Addis Ababa no longer a 'backward' city

Friday January 29 2016

Passengers queue to ride Ethiopia's new tramway

Passengers queue to ride Ethiopia's new tramway in Addis Ababa on September 20, 2015, the first such modern train system in sub-Saharan Africa. The Chinese-funded infrastructure project was hailed as a major step in the country's economic development. AFP PHOTO 

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Previously dismissed as a backward city with slums right next to the former emperor's palace, Addis Ababa, a city of six million, can now stake claim as one of the most modern urban centres in Africa.

The main flagship is its brand-new train system that runs across the city on two lines that cover 32 kilometres.

One advantage Addis has over Nairobi is that its city centre is not limited by two strict boundaries of Uhuru Park and the Nairobi River leaving very little space for expansion.

In Addis, all sorts or buildings are coming up. Among the most changed areas is the UN Economic Commission for Africa (UNECA) neighbourhood and the new Chinese-built African Union complex.


A few years ago, right outside the doors of the UNECA complex, water flowed in open sewers, an eyesore that no longer exists.

This area now has cobblestone and is neatly planned, with new office blocks that complement the UNECA operations.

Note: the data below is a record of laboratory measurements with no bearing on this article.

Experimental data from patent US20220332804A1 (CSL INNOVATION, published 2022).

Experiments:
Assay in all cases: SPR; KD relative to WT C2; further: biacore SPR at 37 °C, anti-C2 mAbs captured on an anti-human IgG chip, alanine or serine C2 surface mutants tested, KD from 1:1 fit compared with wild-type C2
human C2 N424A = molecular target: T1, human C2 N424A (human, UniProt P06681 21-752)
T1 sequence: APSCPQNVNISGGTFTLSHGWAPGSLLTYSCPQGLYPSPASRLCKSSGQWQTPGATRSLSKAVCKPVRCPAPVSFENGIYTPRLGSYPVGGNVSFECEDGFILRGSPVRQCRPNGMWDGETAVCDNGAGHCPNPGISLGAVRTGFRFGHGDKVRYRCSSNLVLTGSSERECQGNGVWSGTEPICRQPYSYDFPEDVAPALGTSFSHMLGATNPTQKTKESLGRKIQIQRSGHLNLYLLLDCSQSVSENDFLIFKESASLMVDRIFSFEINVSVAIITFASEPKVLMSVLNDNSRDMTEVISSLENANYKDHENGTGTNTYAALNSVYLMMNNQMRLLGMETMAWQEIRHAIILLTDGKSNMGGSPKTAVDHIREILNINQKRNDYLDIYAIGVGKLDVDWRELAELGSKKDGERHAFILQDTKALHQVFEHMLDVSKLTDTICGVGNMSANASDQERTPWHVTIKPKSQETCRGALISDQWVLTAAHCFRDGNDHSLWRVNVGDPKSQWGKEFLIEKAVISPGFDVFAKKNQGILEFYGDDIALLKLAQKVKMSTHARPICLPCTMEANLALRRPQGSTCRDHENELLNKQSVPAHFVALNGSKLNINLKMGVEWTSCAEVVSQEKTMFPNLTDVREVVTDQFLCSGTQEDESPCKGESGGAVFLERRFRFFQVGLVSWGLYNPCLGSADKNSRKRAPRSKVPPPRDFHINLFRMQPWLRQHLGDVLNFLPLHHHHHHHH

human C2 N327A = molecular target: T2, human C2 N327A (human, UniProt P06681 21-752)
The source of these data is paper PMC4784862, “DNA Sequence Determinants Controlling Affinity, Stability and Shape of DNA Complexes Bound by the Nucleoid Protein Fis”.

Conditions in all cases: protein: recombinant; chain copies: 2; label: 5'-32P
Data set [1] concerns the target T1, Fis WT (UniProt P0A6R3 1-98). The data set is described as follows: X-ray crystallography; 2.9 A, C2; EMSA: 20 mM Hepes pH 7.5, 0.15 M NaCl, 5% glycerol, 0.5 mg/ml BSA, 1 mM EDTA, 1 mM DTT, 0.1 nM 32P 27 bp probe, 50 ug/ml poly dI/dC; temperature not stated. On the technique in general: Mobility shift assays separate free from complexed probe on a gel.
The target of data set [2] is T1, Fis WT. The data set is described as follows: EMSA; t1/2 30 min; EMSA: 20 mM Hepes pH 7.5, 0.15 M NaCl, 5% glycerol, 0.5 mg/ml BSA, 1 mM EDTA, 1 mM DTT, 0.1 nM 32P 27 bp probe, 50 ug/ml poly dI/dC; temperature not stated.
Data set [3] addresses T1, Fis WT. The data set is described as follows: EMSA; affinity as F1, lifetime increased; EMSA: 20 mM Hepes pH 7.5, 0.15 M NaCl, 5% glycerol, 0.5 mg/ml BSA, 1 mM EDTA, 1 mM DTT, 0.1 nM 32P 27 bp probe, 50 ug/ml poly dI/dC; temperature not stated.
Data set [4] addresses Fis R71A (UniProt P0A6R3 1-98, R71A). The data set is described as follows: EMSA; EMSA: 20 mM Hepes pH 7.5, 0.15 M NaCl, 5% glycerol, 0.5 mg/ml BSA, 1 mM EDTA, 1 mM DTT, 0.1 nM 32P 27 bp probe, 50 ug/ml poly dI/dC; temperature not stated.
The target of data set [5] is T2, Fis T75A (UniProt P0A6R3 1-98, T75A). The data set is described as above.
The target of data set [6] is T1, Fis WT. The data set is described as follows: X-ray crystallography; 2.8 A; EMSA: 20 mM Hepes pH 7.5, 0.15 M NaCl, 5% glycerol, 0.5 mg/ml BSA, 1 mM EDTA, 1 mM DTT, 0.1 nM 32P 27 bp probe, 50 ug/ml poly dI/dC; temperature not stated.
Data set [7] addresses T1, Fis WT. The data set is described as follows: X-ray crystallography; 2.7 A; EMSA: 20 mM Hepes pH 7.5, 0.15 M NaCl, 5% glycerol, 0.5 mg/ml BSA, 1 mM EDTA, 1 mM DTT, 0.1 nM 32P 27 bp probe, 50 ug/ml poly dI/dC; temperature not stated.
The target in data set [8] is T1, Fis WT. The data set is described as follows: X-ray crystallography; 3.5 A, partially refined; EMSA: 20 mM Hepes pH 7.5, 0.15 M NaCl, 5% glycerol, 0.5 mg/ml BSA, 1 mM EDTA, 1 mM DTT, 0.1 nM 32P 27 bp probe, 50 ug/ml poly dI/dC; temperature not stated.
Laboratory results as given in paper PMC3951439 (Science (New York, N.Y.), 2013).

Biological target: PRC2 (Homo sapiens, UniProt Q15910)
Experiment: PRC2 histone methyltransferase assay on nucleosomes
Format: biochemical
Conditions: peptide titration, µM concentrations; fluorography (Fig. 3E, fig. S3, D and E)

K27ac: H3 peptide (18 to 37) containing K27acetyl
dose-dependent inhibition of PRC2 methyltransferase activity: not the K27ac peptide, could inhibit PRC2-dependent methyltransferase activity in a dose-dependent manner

Also gone are the hordes of street people that plied their various trades near the UN office. The only small-trade people still operating in Addis are the shoe-shiners and their number is dwindling.

Save for the drought that is now ravaging the Addis area, the city can can surely stake its claim as the most modern in east and Central Africa, and not even Nairobi can come close to what has been done in Addis Ababa.

As host of the continent's biggest body, the African Union that boasts 54 members, Addis is assured of an unending demand for high-class housing.

It is time that other African cities woke up to the transformation taking place in Addis Ababa.


The new African Union building, at 22 floors, is the largest and tallest office block in Addis Ababa. This building was a grant from the Chinese government to the African people to the tune of $200 million (Sh20 billion) at today's exchange rates.

Opened in 2012, the complex has as its flagship the Nelson Mandela Plenary Hall that hosts representatives from the 54 states during summits.

Along the corridors of the AU building, a few Chinese can be seen checking operations, and at the media centre, the TV screen is permanently set on China's CCTV network.

One of the shortcomings in the AU complex is the poor Internet connection, especially Wi-Fi, which comes on and off amid many apologies from senior AU staff.